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5 things about AI you may have missed today: AI chip shortage, AI-driven attacks on ethical hackers, more

Nvidia and TSMC CEOs strategize amid global AI chip shortage; 83% of ethical hackers confront AI-driven attacks in evolving cybersecurity landscape; Pega launches enterprise-grade gen AI assistant; AI-generated avatar of actor Mammootty to star in upcoming Malayalam film- this and more in our daily roundup. Let us take a look.

1. Nvidia and TSMC CEOs strategize amid global AI chip shortage

Nvidia CEO Jensen Huang met with TSMC CEO C.C. Wei in Taipei to address global AI chip supply constraints, a critical issue for the AI industry’s growth in 2023. The discussion focused on TSMC’s role in producing Nvidia chips for generative AI training systems. Amid US restrictions on chip shipments to China, Huang emphasised Taiwan’s pivotal role in Nvidia’s business and the semiconductor sector’s challenges in meeting AI demand, Bloomberg reported

2. 83% of ethical hackers confront AI-driven attacks in evolving cybersecurity landscape: Report

The EC-Council C|EH Threat Report 2024 reveals that 83 percent of ethical hackers face AI-driven attacks, highlighting the evolving cybersecurity landscape. Based on a global survey with insights from 1,066 professionals in 112 countries, the report emphasises the dual nature of AI in cybersecurity- offering defence capabilities while being exploited by threat actors. With only 28 percent of organisations extensively using AI for cybersecurity, the report underscores the need for defenders to adapt to the rapidly changing threat landscape, ANI reported

3. Pega launches enterprise-grade gen AI assistant, Knowledge Buddy

Pegasystems Inc. introduces Pega GenAI Knowledge Buddy, an enterprise-grade generative AI assistant. This innovative tool allows customers and employees to receive synthesised answers from enterprise knowledge bases through conversational interfaces. Pega GenAI Knowledge Buddy enhances productivity by automatically searching, analysing, and synthesising document libraries to provide optimal responses and guidance, according to Kerim Akgonul, Pega’s Chief Product Officer, Financial Express reported

4. AI-generated avatar of actor Mammootty to star in upcoming Malayalam film

An upcoming Malayalam movie breaks new ground by featuring an AI-generated version of actor Mammootty as a young man in his 30s. Mammootty has approved the use of AI to create his character, recognizing the evolving role of technology in the film industry. The film, requiring only four shots of the actor, showcases the potential of AI in film production, although ethical considerations are emphasised by industry professionals, according to a report by The New Indian Express.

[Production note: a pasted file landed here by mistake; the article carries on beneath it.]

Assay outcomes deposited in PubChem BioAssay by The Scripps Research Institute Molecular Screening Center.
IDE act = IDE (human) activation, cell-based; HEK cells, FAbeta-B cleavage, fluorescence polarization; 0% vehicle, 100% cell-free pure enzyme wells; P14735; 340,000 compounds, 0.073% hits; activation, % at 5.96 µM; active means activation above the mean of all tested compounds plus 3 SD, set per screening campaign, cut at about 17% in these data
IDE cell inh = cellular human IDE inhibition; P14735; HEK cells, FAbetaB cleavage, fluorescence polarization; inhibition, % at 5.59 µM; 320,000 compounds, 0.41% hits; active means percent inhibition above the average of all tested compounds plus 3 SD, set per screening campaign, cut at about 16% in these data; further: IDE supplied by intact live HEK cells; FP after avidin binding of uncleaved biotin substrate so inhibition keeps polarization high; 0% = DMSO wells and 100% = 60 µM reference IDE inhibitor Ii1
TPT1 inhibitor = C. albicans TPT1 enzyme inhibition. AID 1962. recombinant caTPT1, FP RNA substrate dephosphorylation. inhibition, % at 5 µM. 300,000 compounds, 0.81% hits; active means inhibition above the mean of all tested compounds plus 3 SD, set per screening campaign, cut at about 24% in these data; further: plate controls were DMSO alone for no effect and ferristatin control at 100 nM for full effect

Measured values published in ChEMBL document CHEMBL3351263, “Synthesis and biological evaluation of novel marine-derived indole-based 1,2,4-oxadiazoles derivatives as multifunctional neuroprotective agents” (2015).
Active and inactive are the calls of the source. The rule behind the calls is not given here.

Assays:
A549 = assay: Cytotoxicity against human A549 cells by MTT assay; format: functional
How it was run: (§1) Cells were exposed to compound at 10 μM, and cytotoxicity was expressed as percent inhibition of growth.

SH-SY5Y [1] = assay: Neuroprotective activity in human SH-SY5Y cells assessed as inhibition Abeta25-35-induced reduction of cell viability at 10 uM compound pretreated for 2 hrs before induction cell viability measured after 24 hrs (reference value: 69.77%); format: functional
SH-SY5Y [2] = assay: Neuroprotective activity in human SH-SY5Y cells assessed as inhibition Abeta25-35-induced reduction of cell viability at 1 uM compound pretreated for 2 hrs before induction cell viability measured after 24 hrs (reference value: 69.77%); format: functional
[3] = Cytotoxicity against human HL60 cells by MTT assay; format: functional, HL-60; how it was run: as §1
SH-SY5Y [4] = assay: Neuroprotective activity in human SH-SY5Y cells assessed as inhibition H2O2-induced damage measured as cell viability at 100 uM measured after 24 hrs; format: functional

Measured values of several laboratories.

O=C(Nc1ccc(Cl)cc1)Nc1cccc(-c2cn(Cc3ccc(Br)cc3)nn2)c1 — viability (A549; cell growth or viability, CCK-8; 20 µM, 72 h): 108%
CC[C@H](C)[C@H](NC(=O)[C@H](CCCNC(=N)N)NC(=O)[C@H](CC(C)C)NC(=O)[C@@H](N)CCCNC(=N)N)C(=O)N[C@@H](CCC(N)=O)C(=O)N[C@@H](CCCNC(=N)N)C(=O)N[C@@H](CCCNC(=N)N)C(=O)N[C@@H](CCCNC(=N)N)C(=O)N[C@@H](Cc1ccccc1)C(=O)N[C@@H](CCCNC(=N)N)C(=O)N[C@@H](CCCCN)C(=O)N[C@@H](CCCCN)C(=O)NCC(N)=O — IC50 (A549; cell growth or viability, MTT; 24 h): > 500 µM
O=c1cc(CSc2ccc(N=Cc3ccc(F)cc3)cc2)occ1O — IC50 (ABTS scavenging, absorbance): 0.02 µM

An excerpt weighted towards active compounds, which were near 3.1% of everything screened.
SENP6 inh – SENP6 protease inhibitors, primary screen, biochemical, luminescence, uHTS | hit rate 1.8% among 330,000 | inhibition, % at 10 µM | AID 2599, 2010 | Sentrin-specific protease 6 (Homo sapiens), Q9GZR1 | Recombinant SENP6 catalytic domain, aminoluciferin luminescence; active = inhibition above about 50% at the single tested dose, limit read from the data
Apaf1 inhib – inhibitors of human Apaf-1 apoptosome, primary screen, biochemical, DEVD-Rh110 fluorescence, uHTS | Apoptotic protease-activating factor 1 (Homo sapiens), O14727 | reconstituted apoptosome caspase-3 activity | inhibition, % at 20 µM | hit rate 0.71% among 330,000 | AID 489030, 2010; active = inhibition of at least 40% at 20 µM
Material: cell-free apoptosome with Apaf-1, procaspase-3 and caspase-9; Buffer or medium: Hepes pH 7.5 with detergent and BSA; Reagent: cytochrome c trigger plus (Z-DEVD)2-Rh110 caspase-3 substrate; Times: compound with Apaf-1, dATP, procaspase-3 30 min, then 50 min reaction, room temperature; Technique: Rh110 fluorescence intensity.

5. UK considers AI face scanners in supermarkets for age verification on alcohol purchases

The UK government is considering the use of AI face scanners in supermarkets to verify shoppers’ age when purchasing alcohol. Policing minister Chris Philp launched a consultation proposing the integration of face scanning technology to replace physical proof of identification. Tesco, Asda, Morrisons, and Co-op participated in trials scanning customers’ faces at the till. If deemed potentially under 25, staff would request a physical ID. The consultation aims to explore amendments to the Licensing Act 2003, Independent reported

Also read these top stories today:

AI Under Big Tech Control! Major technology companies pouring money into artificial intelligence could come to dominate the emerging technology, Aleph Alpha GmbH CEO Jonas Andrulis said. Dive in to know how that will pan out here. Found it interesting? Go on, and share it with everyone you know.

Top Tech Companies Bleeding Staff! A bunch of companies in the technology sector have been laying off some of their employees recently after quickly ramping up hiring during the COVID-19 pandemic while people spent more time and money online. Now, the firing has started. Know all about it here

AI and its dangers! As in the rest of the world, both the wonders and absurdities of AI are increasingly visible in Latin America. The difference is that the region is among the world’s most unequal when it comes to not only income but also technology. The question for both corporations and regulators is how to use the rise of AI to narrow that divide. Check out what is happening here



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